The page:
What’s an Outraged and Fed-Up Worker To Do?
by Charles Walker
American workers should be outraged over recent
revelations that the federal government, in the person of Tom Ridge, director of
Homeland Security, had the nerve to phone the West Coast International Longshore
and Warehouse Union (ILWU), and in effect, suggest that the union negotiate a
new contract with both arms tied behind its back—that is, sit down without its
strike power — at the bargaining table across from wealthy shipping firms.
Subsequently, it was reported that ILWU President Jim Spinosa “has been talking not only to Ridge but also to Secretary of Defense Donald Rumsfeld” (CounterPunch, June 27). But not many workers know about the federal politicians’ obvious attempt to give the dock bosses a powerful edge in what seems to be the most risky negotiations for longshore workers since 1971. And whose fault is that?
Unfortunately, the fault is in the so-called stars of the U.S. labor movement — its top leaders. Organized workers should expect their leaders to promptly and aggressively react to any high-handed attempt by the government to hijack workers’ power, either with a law or by any other swindle. But to date, the labor movement’s tops haven’t raised an alarm; haven’t alerted workers; haven’t acted as though they give a damn.
Given the AFL-CIO’s ability to get at least some space in the mainstream corporate-owned press, John J. Sweeney and Co. could have got the word out to many workers of the government’s sneak attack on workers’ right to free collective bargaining, even as they prepared for a national barnstorming campaign to let all workers know that they had a vital stake in turning back the government’s underhanded intervention. And if that didn’t help the longshore workers, then Sweeney’s New Voices team could have promised the government that the federation’s 13 million members were determined to stand in solidarity with the dockworkers and that they would organize that solidarity.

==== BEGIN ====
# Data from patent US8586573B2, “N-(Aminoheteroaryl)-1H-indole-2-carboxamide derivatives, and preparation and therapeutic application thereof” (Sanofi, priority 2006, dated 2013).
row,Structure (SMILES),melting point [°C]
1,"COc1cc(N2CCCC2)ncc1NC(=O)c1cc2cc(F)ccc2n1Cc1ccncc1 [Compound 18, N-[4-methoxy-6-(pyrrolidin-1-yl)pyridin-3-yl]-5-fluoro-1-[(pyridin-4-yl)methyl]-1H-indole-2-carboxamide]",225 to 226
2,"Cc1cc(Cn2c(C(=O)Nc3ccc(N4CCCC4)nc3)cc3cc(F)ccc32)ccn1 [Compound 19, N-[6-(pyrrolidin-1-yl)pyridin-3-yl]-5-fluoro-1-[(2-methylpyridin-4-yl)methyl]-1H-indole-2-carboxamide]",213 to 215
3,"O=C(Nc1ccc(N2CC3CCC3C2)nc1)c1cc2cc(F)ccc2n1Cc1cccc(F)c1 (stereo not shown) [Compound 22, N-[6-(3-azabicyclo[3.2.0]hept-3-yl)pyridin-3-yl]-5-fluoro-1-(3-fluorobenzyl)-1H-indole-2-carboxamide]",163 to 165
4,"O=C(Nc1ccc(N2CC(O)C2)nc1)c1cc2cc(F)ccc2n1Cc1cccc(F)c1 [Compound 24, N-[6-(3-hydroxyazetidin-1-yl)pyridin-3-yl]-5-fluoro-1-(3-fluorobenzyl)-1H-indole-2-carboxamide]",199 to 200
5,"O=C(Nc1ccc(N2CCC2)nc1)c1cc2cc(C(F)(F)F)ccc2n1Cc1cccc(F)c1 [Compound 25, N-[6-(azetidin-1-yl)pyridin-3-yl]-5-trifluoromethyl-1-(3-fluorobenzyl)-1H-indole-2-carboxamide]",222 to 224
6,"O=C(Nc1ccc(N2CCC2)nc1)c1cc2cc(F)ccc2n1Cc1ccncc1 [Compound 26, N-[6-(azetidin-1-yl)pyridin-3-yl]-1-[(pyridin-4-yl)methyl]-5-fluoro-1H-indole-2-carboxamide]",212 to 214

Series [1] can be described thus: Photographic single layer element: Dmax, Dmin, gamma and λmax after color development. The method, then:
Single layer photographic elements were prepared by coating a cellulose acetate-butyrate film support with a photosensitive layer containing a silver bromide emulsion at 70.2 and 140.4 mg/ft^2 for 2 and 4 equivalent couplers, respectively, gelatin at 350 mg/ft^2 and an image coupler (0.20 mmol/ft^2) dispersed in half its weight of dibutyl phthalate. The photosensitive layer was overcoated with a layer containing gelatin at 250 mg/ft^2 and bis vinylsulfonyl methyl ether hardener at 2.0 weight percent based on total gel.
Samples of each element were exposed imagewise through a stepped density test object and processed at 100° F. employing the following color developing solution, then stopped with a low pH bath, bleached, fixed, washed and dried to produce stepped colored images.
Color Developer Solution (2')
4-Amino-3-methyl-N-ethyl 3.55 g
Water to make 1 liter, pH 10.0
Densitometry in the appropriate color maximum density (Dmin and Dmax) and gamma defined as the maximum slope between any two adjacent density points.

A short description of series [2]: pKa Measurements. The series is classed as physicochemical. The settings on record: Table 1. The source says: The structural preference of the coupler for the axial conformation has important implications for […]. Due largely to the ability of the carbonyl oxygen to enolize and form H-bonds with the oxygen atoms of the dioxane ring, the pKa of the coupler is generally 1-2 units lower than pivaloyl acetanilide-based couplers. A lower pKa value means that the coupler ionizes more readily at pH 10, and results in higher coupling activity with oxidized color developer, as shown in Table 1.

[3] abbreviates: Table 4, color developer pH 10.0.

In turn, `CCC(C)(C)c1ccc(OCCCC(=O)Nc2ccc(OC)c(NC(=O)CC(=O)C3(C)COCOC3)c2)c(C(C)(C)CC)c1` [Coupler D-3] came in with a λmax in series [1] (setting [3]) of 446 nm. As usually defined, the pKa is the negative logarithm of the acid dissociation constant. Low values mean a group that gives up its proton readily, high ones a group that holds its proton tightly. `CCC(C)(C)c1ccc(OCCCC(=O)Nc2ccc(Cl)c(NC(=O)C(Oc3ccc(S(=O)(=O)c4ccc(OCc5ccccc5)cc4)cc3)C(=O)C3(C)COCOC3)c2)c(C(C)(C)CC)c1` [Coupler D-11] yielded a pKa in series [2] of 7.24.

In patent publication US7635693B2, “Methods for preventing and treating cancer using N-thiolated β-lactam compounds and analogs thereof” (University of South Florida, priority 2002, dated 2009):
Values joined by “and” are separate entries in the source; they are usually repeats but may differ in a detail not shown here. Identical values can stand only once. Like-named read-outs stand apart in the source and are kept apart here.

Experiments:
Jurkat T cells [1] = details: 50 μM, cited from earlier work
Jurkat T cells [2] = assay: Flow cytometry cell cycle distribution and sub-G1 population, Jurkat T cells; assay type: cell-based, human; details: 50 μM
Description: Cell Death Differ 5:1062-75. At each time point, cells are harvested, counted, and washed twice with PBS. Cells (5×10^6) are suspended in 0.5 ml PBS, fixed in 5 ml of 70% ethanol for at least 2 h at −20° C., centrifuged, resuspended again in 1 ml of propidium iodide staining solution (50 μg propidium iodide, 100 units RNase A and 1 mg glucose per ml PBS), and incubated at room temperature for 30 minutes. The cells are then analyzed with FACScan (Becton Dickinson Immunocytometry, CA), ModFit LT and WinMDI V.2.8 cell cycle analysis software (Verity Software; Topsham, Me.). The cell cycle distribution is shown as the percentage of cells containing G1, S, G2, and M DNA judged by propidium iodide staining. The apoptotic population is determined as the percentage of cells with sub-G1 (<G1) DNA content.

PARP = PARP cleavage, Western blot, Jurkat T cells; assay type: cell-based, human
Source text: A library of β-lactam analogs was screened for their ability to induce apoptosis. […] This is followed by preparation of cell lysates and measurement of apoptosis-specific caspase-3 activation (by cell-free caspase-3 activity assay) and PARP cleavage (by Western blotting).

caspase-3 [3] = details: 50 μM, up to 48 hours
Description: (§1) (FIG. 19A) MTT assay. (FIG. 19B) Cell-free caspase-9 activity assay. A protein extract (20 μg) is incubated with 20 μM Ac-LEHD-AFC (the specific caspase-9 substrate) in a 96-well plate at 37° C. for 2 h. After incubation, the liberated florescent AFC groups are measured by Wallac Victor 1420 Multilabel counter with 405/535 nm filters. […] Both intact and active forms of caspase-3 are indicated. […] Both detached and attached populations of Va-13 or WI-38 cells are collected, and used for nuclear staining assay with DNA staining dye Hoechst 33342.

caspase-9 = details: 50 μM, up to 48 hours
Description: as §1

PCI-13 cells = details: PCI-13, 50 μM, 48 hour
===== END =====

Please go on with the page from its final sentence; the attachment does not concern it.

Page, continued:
Clearly, Sweeny’s not appealing to the solidarity instincts of the dockers’ fellow workers throughout the country is an act of pure and simple misleadership. Predictably, however, most workers, unionized or not, do not know about the government’s misdeeds on behalf the shipping bosses and related corporate interests.
It’s clear that the government’s attempt to weaken
the bargaining position of the dockworkers is a threat to all workers. And
it’s equally clear that an organized response by organized labor and its
community allies is the only force that’s capable of defending the longshore